- The Washington Times - Saturday, December 7, 2002

From combined dispatches
A Pakistani faction of Osama bin Laden's al Qaeda network could be responsible for a terrorist attack on the Macedonian Consulate in Karachi, Pakistan, Macedonia's Foreign Ministry in Skopje said this week.
The Agence France-Presse news service said the ministry statement condemned the bombing and killing of three Pakistanis in an overnight attack Thursday in the Karachi consulate in southern Pakistan and demanded stepped-up security for the honorary Macedonian consul, Bilal Qureshi, a Pakistani.
"The terrorist act was performed very professionally," the ministry said, adding that it had "unconfirmed information [that] a Pakistani faction of al Qaeda" may have organized the attack.
Associated Press reported from Karachi that slogans on the walls indicated al Qaeda might have been involved.
The three Pakistanis were found after a bomb ripped through the Macedonian honorary consulate about 1 a.m. Thursday. The victims were a Christian security guard, an unidentified woman and an unidentified man, police said.
Doctors at Karachi's Jinnah Medical Center who performed autopsies on the victims said their hands and legs were tied, their mouths gagged and their throats slit.
The weapon used was still in the body of one of the victims, the doctors said.
Mr. Qureshi, brother of former acting Pakistani Prime Minister Moeen Qureshi, was not in the office at the time. He was later quoted as saying only the watchman should have been on the premises.
Police Chief Kamal Shah in Karachi said investigators were considering a number of motives, including the possibility that it was a revenge attack for the killing of a group of Pakistanis by police in Macedonia early this year.
But he added that the explosion and slayings "could be a message from anyone."
In March, police opened fire on a van that tried to drive through a roadblock in Macedonia. They killed seven Pakistanis and said they found seven AK-47 assault rifles, several hand grenades and ammunition in the van. Macedonian officials said they were planning attacks on Western embassies in the capital, Skopje.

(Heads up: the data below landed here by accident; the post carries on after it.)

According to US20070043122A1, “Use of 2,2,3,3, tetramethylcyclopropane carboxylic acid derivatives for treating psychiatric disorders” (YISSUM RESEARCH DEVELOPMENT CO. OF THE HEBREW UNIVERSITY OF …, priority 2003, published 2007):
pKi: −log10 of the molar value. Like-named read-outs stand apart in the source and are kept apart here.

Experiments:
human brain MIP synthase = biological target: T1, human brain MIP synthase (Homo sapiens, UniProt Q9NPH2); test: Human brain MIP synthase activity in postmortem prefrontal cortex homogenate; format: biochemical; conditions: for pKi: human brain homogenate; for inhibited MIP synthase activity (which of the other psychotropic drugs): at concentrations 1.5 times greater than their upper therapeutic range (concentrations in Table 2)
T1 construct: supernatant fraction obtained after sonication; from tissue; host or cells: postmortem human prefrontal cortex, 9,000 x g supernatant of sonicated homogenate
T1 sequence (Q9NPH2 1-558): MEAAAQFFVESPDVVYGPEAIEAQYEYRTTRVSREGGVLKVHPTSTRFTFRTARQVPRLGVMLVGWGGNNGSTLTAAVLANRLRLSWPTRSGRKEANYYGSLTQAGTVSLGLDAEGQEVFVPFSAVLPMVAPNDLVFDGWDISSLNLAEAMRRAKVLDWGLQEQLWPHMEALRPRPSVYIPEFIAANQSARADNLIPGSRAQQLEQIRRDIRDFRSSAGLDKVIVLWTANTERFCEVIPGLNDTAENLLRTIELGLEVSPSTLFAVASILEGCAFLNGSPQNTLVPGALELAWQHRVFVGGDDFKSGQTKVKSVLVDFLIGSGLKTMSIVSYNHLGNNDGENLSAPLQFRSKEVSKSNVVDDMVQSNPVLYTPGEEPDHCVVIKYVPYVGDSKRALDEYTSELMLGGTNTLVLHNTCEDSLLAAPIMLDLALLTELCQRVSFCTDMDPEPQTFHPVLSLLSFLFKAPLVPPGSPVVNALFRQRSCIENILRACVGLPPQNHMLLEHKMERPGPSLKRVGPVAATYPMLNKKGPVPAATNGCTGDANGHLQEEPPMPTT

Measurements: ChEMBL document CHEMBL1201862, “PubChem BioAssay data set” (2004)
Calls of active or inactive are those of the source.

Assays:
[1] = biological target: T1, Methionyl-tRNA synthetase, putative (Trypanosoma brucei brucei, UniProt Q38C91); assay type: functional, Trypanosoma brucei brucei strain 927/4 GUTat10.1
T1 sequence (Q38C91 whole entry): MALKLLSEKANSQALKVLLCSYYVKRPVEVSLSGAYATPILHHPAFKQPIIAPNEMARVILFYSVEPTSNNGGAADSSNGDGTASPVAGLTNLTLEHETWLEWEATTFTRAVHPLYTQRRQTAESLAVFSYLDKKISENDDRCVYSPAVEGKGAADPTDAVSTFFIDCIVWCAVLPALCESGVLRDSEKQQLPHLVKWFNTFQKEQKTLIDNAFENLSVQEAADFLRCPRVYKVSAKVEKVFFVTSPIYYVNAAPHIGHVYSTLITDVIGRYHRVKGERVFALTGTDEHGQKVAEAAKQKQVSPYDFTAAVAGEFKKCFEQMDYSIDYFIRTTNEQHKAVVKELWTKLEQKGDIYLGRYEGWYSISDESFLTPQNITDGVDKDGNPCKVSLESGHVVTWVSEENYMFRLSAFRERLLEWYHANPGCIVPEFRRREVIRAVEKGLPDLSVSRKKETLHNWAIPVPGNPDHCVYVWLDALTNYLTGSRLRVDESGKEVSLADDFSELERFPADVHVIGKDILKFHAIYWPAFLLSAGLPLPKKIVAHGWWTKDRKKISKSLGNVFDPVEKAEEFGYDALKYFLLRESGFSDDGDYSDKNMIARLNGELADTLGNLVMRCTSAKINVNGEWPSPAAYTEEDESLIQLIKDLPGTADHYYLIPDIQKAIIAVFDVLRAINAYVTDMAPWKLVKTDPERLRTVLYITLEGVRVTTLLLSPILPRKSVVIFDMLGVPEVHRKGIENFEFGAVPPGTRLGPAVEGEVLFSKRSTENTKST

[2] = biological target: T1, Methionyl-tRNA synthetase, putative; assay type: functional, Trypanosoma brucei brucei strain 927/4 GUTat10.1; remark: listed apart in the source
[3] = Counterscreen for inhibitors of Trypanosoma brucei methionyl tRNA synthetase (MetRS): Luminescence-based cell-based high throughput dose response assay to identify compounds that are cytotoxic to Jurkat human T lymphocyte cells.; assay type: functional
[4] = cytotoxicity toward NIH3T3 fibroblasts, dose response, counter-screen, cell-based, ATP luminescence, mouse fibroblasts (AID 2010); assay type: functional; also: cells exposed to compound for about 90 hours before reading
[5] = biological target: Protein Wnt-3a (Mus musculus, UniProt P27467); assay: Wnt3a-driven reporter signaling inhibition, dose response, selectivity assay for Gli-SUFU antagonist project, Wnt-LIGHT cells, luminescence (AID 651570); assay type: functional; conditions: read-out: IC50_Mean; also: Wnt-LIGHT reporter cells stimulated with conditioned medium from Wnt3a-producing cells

One of the seven was identified as Ahmet Ikaz, 24, a Pakistani listed as a known criminal by Interpol. The bodies of six Pakistanis were returned to Pakistan in September, according to a Karachi-based human rights activist.
Borjan Jovanovski, a spokesman for Macedonian President Boris Trajkovski, said it was too early to speculate on the attackers' motives.
Police found slogans on a wall inside the building referring to the al Qaeda terrorist organization and warning against "infidels."
Karachi police said no one had taken responsibility for the killings.
Scribbled on a wall in blue ink were the words "al Qaeda Pakistan, result of adultery" and a couplet titled "Message for Infidels" that said:
"Loyalty will be returned in loyalty.
Oppression in oppression.
We are men like you.
We will do what you will do."
The messages were written in Pakistan's Urdu language.
Karachi Pakistan's largest city with 14 million residents has been wracked by violence, often targeting foreigners.
Pakistani officials have blamed militants opposed to President Pervez Musharraf's support for the U.S.-led campaign against terrorism.
While U.S. special forces hunt for Osama bin Laden's al Qaeda network in neighboring Afghanistan, U.S. intelligence believes many of the organization's top operatives have fled to Pakistan, where they are protected by Pakistani militants.
Gen. Musharraf banned several militant groups in January, but in recent days politicians from the religious right, who won big in recent elections, have released jailed members of the groups.

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